Are EHR vendors becoming Population Health corporations?

An interesting article surfaced in Healthcare IT News that suggested that executives at some healthcare software vendors want to transform themselves from generically being deemed as an EHR vendor and become a Population Health company like Cerner’s CEO Zane Burke told Healthcare IT News. 

Being able to access data relevant for patient care should be possible regardless of the format it is presently in or whether it is in an EHR,  national database or in pdf format. 
The constraints that “EHRs” are presently may not allow for this functionality  (yet). The article goes on to state that providers are also moving towards precision medicine, accountable care management, chronic care management and value based reimbursement. 
Movement for many on the ground is still in the initial stages and only those provider organizations with deep pockets and the ability to leverage collaborative working relationships with solution vendors can think about moving forward with all of the initiatives mentioned above in a meaningful way. 

Truly Epic! R&D Spending sensation 


In a story published on September 13th , 2016 by Healthcare IT News (HIT News), Epic Systems’ founder Judy Faulkner  ( just ‘ Judy’ to many in the Healthcare IT world) revealed that Epic invested something like 50% of its operating expenses on research and development, outstripping all organization in and out of the Healthcare IT ecosystem. 

HIT News verified through federal filings that Cerner spent 19%, Allscripts spent 34% and athrnahealth was at 10%. Google spent 45% of its operating expenses on R&D  (or $12 billion) and seemed to be the closest when it came to a percentage of operating budget. 

The thought that ran through my mind was ” Has this translated to better and more efficient and streamlined patient care at Epic’s customers versus provider organizations that have implemented a competing product? I’m all for R&D and believe that it’s really what makes America great  (I don’t think we’ve lost the ‘greatness’ since 1776 when the Founding Fathers declared independence, but that’s another story for another day). The technology of the 21st century has indeed been spurred by American innovation and ingenuity  (Facebook,  Twitter and the entire world of Social Media). R&D brings us medicines that have been life changing to many and previously were inconceivable even in the latter part of the 20th century, but with the cost of patient care rising and many Americans wondering how to get them within reasonable limits anymore, does this only add to our costs in the patient community or will it be the savior of millions and have a lasting impact for the country and the world. Makes you think. …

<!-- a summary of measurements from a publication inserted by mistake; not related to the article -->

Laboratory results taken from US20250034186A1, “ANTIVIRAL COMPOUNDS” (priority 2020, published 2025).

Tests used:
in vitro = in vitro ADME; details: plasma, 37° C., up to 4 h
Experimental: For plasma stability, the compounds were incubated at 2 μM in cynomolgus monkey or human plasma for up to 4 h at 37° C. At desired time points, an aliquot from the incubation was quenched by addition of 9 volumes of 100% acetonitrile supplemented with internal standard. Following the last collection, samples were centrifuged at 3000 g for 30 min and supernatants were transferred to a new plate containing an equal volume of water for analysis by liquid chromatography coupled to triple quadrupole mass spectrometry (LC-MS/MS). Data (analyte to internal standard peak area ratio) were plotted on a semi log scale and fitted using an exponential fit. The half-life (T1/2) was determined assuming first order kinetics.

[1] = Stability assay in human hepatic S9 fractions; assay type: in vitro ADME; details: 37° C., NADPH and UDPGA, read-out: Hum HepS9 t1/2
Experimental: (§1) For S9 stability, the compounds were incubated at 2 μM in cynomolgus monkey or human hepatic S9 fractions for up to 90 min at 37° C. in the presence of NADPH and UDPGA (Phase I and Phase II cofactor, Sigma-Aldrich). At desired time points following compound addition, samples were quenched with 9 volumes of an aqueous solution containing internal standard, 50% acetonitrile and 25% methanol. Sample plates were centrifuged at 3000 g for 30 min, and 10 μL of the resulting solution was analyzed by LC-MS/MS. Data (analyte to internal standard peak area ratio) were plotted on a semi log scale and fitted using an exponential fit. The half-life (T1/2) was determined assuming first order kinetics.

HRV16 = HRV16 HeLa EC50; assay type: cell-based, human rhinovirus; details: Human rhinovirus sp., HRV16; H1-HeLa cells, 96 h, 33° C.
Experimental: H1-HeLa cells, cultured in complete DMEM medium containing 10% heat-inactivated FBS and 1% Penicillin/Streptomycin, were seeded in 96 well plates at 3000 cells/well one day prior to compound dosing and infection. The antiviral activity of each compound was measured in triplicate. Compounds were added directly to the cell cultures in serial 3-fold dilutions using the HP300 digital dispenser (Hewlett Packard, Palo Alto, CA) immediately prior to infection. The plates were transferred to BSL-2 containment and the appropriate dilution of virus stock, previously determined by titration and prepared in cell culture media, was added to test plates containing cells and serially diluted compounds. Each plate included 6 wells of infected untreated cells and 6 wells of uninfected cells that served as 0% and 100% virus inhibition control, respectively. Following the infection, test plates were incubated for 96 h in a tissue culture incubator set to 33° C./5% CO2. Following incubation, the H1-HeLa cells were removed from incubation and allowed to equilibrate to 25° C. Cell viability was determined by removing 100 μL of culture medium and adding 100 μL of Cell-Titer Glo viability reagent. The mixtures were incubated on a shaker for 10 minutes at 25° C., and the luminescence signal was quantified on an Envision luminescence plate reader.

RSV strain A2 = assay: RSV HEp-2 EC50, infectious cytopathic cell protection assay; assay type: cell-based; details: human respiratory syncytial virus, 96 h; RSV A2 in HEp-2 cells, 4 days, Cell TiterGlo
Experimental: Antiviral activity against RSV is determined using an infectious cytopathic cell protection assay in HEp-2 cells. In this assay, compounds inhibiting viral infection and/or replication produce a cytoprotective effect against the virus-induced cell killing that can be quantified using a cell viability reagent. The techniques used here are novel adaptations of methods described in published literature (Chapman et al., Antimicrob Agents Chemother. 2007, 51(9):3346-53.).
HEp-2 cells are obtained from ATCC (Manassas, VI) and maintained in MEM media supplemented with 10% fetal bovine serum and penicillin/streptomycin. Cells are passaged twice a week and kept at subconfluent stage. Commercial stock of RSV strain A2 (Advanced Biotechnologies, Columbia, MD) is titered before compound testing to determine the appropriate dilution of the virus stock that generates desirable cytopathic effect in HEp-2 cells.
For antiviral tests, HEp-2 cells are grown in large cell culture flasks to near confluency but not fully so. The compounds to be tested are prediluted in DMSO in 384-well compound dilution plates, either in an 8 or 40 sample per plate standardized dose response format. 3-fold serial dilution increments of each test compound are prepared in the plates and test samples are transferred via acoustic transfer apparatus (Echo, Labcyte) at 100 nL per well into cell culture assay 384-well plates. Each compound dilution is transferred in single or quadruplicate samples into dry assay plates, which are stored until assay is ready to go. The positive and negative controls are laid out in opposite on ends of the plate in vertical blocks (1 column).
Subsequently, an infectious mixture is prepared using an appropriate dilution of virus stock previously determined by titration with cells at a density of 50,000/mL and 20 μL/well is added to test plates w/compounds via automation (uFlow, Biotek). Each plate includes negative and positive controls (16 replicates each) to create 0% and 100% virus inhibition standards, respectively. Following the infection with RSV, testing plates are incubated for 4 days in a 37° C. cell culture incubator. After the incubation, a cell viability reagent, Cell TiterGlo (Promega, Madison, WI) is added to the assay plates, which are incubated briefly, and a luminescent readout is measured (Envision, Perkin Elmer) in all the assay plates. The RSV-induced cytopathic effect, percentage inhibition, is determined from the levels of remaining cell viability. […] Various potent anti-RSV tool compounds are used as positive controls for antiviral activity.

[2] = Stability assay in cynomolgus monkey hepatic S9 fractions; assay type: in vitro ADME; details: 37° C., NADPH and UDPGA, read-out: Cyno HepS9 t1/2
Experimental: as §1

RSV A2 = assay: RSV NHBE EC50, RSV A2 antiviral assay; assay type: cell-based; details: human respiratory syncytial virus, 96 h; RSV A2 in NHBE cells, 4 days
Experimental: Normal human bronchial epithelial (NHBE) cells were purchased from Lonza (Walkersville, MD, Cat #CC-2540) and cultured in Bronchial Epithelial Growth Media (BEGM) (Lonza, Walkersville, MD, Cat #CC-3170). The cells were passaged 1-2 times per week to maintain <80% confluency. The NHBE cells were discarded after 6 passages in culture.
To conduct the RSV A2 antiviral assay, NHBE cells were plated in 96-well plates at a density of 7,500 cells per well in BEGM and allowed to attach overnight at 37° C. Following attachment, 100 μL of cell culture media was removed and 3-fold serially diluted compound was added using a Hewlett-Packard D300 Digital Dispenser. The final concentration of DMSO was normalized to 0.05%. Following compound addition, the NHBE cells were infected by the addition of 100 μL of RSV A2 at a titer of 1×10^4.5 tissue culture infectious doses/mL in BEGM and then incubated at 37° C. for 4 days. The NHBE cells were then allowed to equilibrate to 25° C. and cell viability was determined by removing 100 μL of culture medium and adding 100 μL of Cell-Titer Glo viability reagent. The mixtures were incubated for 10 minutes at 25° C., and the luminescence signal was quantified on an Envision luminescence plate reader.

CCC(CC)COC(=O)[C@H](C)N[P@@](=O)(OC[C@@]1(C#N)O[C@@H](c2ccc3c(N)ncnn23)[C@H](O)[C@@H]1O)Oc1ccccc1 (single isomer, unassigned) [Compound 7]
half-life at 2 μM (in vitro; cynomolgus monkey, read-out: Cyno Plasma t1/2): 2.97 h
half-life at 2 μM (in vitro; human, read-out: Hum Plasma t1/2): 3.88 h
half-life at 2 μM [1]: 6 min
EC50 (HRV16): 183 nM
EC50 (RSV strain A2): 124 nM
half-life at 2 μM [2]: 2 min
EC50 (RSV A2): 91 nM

Omaha, Omaha, Yay Putin?

As always, the opinions expressed here are mine and nobody else’s. 

What a wild ride this year has been so far. As my son and I watched the Broncos -Panthers game, it dawned on me that I’ll never hear the famous words from the just retired Peyton Manning anymore. The young next generation QB on the Broncos team though didn’t do too badly though and seemed to keep his cool as he faced the Panthers and end up getting the better of them in the end. Flipping to the wacky Presidential election we’re going through, apparently Vladimir Putin is the new standard of excellence in leadership. 
I always look at our nation’s Declaration of Independence and focus on the words “We the people ” in the Constitution therafter, in the 18th century, those were indeed revolutionary words to even think about,  let alone write as a declaration. 

In our world we need to think ever more about empathy and healthcare as never before. Working at Healthcare Providers for some time now, I see the need for a better more efficient and effective way to care for people and believe truly that a combination of collaborative project management, appropriate resource allocation and technology that enhances patient care and safety has the ability to transform patient care in a positive way. 

I’ve also seen of late, the return of racist elements I’m society that were previously kept at bay which disappoints me greatly. 

Stay focused on the real substance of the world, the care and empathy that we all should have to better understand the human connection that makes us live a more harmonious existence. 

If you’re reading this blog post, just look around you and realize all of the good that is in your life and appreciate the ability to be able to give more of yourself for causes such as better patient care through information technology. 

Go get ’em!

Mid Year Healthcare IT Report

Report CardIt’s been a while since I blogged. Whether it’s because of being a parent caught up in America’s great pass time, baseball or work or a combination of the two, life seems to have a profound effect on getting my thoughts down. Firstly, I’m always wary of commenting on politically sensitive topics such as the recent violence and tragedies that have affected all of America so profoundly this last week, but I wanted to give thought to the sad loss of life that was start and end of last week’s violence.